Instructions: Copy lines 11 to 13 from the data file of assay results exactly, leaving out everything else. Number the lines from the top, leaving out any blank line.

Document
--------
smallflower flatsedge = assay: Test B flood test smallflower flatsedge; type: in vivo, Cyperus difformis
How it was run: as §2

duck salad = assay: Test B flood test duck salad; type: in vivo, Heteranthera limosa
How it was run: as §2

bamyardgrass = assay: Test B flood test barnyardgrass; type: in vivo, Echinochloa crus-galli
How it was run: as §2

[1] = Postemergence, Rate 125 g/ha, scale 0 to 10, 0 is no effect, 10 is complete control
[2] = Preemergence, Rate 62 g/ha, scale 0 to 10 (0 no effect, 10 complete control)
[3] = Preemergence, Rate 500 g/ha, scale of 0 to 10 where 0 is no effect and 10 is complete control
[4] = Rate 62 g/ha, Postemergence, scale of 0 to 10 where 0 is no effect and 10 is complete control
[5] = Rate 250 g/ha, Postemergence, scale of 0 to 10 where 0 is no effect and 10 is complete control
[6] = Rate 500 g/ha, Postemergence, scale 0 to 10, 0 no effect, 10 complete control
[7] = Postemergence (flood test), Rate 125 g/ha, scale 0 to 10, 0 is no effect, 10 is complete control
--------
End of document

[5] = Rate 250 g/ha, Postemergence, scale of 0 to 10 where 0 is no effect and 10 is complete control
[6] = Rate 500 g/ha, Postemergence, scale 0 to 10, 0 no effect, 10 complete control
[7] = Postemergence (flood test), Rate 125 g/ha, scale 0 to 10, 0 is no effect, 10 is complete control